5

My son is very attached to me (his mother) and my husband has a hard time comforting him when he needs it, especially when it comes to sleep. My son is 15 months old. He wakes up at least twice a night and often more. When he wakes up he usually wants to breastfeed. However, sometimes if he wakes up a short time after going to bed, he will go back to sleep if I pick him up and cuddle him for a bit. If his Dad goes to him instead, my son will not settle and screams loudly, for a long time.

Things haven't always been this bad, my son used to accept his Dad for comfort at night at times when he didn't need to be fed. But after a series of disturbances to the routine such as a relentless attack of winter viruses, vaccinations and a short trip away, my son has become too used to me going to comfort him. He's also teething with his first molars. We've tried for a while to have my husband go to settle him but my son gets angry, screams and hits my husband away. If my husband offers expressed milk, my son hits that away too. I work full time so eventually I give in and go to him so we can all get some sleep.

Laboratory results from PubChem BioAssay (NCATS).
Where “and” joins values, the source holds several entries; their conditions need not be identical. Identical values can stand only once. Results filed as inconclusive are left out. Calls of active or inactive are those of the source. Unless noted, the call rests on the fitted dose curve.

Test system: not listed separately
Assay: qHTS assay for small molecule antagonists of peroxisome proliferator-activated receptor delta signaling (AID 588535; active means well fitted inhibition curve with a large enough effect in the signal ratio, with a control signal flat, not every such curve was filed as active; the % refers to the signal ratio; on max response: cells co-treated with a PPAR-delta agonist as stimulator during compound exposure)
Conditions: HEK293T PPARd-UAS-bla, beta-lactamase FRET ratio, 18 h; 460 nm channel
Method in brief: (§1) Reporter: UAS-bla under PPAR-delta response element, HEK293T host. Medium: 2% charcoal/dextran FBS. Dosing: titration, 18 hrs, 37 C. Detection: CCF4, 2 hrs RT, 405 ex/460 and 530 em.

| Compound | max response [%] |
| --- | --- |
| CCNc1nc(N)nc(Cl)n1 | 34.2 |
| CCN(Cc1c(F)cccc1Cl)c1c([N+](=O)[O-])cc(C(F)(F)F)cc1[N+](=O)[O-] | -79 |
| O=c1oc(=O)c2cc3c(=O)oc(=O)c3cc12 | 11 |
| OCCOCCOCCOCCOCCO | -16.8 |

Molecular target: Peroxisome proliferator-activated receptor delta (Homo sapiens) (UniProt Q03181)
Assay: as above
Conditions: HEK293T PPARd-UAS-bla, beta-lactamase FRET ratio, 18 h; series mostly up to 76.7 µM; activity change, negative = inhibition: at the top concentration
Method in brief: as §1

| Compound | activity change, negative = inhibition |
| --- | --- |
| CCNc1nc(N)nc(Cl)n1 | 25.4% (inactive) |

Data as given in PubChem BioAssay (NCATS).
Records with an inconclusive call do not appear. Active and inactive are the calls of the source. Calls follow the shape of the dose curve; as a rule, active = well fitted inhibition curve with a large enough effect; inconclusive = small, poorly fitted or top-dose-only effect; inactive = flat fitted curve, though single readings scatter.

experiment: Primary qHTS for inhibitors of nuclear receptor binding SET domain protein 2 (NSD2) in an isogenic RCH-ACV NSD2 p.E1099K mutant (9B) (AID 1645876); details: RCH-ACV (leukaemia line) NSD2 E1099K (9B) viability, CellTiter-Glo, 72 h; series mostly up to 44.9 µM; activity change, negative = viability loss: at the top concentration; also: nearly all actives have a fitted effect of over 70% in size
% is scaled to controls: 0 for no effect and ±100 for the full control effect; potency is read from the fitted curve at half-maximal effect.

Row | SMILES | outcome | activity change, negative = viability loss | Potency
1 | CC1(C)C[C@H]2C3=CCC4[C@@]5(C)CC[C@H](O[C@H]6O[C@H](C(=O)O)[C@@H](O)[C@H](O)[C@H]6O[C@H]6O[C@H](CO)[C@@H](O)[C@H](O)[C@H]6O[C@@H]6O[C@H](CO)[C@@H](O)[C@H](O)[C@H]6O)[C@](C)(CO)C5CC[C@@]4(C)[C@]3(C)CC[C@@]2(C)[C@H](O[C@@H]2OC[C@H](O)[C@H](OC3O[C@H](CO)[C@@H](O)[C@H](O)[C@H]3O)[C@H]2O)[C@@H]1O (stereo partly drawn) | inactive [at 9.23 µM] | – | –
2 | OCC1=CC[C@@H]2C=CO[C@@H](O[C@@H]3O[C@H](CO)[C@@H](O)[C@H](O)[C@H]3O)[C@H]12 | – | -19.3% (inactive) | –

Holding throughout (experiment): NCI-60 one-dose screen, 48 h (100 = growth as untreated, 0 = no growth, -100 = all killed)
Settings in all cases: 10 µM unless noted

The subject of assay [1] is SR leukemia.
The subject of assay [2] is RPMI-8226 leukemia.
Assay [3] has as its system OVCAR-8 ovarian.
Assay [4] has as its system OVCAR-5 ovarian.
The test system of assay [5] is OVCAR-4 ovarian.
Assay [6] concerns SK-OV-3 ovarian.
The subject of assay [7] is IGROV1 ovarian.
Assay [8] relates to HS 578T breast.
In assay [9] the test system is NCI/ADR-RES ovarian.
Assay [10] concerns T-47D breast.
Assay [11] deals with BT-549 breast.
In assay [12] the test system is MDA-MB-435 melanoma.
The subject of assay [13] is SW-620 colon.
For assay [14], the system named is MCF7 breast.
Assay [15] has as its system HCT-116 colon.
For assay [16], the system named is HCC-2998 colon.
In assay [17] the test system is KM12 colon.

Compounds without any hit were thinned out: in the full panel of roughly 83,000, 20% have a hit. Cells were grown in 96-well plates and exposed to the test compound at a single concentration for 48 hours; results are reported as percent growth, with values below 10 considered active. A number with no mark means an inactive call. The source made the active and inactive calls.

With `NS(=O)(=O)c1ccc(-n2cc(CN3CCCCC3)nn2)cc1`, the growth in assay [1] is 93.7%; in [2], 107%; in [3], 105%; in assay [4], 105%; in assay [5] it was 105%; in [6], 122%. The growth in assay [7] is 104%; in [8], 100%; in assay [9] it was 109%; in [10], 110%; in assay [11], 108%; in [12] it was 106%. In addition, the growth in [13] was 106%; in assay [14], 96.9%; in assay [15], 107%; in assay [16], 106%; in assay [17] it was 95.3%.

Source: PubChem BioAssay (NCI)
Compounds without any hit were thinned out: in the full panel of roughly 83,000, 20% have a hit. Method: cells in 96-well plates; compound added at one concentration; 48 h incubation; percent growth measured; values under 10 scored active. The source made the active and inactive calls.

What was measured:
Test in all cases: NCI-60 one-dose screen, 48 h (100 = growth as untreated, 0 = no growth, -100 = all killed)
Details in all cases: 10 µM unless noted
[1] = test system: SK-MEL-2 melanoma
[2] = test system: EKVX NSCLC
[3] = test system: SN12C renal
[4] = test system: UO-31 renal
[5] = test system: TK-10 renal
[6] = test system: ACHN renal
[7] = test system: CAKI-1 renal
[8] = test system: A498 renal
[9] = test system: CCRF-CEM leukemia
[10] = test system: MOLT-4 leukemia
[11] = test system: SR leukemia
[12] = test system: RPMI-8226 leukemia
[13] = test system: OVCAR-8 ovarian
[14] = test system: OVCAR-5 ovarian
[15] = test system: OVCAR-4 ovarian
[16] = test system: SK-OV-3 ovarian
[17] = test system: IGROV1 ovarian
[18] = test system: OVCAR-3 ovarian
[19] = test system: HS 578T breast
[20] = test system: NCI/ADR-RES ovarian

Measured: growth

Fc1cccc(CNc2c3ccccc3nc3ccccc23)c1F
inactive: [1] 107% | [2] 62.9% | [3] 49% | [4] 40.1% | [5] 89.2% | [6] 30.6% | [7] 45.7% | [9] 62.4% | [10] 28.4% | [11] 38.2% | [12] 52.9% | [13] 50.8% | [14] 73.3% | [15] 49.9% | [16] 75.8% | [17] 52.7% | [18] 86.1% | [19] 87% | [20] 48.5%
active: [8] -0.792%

During the daytime, father and son get on well and enjoy spending time together but if my son is upset and I'm around, he doesn't want his Dad to comfort him.

This isn't a huge problem in itself, although can be inconvenient, I know that small children often want their Mum, especially when breastfed and I assume he'll grow out of it eventually. The problem is, I have to go away for two nights in two week's time and we're worried how things will work out. I've never been away for even one night before. We're looking for suggestions of what we can do in the two weeks to help my son accept his Dad so the two nights away are not too stressful for both of them and so that I can relax a bit and not spend the whole time worrying about them.

5

This is a frustrating problem, and I have no quick fixes to offer. I'm also sorry to hear about your son's bad winter.

Thinking of the longer haul, have you discussed with your husband the possibility that he (and only he) get up and bring your son to you (in bed or wherever) to nurse, then take him back to settle him in? This might help your son to associate Dad with good nighttime things.